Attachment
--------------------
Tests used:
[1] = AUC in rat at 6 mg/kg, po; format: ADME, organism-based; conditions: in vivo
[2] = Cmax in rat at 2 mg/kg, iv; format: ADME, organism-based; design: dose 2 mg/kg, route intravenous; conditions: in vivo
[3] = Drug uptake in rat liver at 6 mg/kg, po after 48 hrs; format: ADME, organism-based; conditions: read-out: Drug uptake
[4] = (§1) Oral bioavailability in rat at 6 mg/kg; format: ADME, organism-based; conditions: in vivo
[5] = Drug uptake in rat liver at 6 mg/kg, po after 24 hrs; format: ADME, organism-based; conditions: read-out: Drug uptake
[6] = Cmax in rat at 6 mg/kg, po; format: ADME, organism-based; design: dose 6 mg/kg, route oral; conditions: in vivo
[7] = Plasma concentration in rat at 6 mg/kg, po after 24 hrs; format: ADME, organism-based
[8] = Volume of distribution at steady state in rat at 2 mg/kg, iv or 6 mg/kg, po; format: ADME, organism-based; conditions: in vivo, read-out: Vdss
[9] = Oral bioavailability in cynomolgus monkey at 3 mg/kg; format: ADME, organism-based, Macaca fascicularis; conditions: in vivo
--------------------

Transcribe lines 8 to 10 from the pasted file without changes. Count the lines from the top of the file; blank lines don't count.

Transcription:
[7] = Plasma concentration in rat at 6 mg/kg, po after 24 hrs; format: ADME, organism-based
[8] = Volume of distribution at steady state in rat at 2 mg/kg, iv or 6 mg/kg, po; format: ADME, organism-based; conditions: in vivo, read-out: Vdss
[9] = Oral bioavailability in cynomolgus monkey at 3 mg/kg; format: ADME, organism-based, Macaca fascicularis; conditions: in vivo